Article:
Holy Spirit or Holy Ghost [ghost, i.e., spirit, a translation of Gr. pneuma=breath, air], in Christian doctrine, the third person of the Trinity. The Holy Spirit is sometimes defined as the aspect of God immanent in this world, in human beings, and in the church. Jesus' promise to his disciples of a Comforter (or Paraclete, i.e., advocate), in John 14, is considered his principal reference to the Holy Spirit, and the descent of the Holy Spirit on the apostles and the communication of the gift of tongues, as recounted in Acts 2, is thought to be an example of the work of the Holy Spirit in time. This incident is commemorated on Pentecost (Whitsunday). Certain Christian groups, such as the Montanists and the Society of Friends, have attributed utterances of their members to the inspiration of the Holy Spirit. The dove is the symbol of the Holy Spirit. For the controversy over the procession of the Holy Spirit, see creed.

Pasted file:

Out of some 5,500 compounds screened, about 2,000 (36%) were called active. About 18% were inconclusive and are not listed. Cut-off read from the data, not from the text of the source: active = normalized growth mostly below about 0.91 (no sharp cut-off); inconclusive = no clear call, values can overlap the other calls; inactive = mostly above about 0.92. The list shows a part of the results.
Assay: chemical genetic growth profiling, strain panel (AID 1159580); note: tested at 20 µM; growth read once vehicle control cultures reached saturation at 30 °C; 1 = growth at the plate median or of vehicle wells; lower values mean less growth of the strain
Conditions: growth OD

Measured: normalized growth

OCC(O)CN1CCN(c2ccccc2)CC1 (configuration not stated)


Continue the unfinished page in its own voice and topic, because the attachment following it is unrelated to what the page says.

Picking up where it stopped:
The Columbia Electronic Encyclopedia, 6th ed. Copyright © 2012, Columbia University Press. All rights reserved.
See more Encyclopedia articles on: Christianity: General